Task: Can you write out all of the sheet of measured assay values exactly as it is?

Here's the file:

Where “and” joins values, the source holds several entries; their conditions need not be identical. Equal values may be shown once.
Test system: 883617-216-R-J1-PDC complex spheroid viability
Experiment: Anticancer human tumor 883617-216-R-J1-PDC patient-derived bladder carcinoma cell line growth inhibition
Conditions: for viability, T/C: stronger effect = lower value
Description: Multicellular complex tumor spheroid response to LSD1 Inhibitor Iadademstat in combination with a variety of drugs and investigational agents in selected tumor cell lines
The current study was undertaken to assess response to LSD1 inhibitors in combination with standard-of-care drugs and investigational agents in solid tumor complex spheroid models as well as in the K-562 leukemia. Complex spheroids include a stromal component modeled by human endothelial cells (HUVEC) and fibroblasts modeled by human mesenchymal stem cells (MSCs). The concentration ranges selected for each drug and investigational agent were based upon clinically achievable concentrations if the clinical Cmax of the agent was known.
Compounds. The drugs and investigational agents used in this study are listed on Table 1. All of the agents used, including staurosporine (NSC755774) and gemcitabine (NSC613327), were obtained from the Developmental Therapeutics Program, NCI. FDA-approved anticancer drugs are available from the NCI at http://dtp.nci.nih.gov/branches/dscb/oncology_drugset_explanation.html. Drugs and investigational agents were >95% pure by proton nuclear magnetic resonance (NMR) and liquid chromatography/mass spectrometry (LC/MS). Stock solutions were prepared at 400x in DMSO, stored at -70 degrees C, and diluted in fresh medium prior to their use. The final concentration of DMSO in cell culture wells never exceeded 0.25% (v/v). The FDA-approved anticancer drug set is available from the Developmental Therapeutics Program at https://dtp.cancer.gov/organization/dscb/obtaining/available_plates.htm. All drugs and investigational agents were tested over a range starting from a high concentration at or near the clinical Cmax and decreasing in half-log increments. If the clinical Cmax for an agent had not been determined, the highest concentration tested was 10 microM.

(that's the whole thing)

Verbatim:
Where “and” joins values, the source holds several entries; their conditions need not be identical. Equal values may be shown once.
Test system: 883617-216-R-J1-PDC complex spheroid viability
Experiment: Anticancer human tumor 883617-216-R-J1-PDC patient-derived bladder carcinoma cell line growth inhibition
Conditions: for viability, T/C: stronger effect = lower value
Description: Multicellular complex tumor spheroid response to LSD1 Inhibitor Iadademstat in combination with a variety of drugs and investigational agents in selected tumor cell lines
The current study was undertaken to assess response to LSD1 inhibitors in combination with standard-of-care drugs and investigational agents in solid tumor complex spheroid models as well as in the K-562 leukemia. Complex spheroids include a stromal component modeled by human endothelial cells (HUVEC) and fibroblasts modeled by human mesenchymal stem cells (MSCs). The concentration ranges selected for each drug and investigational agent were based upon clinically achievable concentrations if the clinical Cmax of the agent was known.
Compounds. The drugs and investigational agents used in this study are listed on Table 1. All of the agents used, including staurosporine (NSC755774) and gemcitabine (NSC613327), were obtained from the Developmental Therapeutics Program, NCI. FDA-approved anticancer drugs are available from the NCI at http://dtp.nci.nih.gov/branches/dscb/oncology_drugset_explanation.html. Drugs and investigational agents were >95% pure by proton nuclear magnetic resonance (NMR) and liquid chromatography/mass spectrometry (LC/MS). Stock solutions were prepared at 400x in DMSO, stored at -70 degrees C, and diluted in fresh medium prior to their use. The final concentration of DMSO in cell culture wells never exceeded 0.25% (v/v). The FDA-approved anticancer drug set is available from the Developmental Therapeutics Program at https://dtp.cancer.gov/organization/dscb/obtaining/available_plates.htm. All drugs and investigational agents were tested over a range starting from a high concentration at or near the clinical Cmax and decreasing in half-log increments. If the clinical Cmax for an agent had not been determined, the highest concentration tested was 10 microM.